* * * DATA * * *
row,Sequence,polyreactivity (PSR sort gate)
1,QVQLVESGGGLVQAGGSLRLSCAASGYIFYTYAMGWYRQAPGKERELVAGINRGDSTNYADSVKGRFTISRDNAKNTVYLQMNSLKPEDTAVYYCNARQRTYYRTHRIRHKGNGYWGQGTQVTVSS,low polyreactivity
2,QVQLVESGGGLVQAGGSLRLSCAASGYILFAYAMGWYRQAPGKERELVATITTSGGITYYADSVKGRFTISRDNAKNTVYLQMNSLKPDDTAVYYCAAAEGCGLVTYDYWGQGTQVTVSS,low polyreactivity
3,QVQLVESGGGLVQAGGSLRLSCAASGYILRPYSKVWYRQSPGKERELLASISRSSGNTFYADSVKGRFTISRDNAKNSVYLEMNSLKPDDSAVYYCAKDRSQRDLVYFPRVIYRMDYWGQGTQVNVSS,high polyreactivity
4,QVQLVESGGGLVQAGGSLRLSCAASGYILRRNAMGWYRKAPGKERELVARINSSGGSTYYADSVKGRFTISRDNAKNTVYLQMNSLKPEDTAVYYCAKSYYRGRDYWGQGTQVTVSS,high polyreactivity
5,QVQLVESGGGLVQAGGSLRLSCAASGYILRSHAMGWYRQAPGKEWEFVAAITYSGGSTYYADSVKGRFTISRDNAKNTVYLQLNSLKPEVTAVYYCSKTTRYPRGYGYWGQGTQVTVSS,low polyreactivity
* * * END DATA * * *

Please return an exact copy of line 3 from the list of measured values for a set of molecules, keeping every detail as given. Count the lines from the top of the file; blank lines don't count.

2,QVQLVESGGGLVQAGGSLRLSCAASGYILFAYAMGWYRQAPGKERELVATITTSGGITYYADSVKGRFTISRDNAKNTVYLQMNSLKPDDTAVYYCAAAEGCGLVTYDYWGQGTQVTVSS,low polyreactivity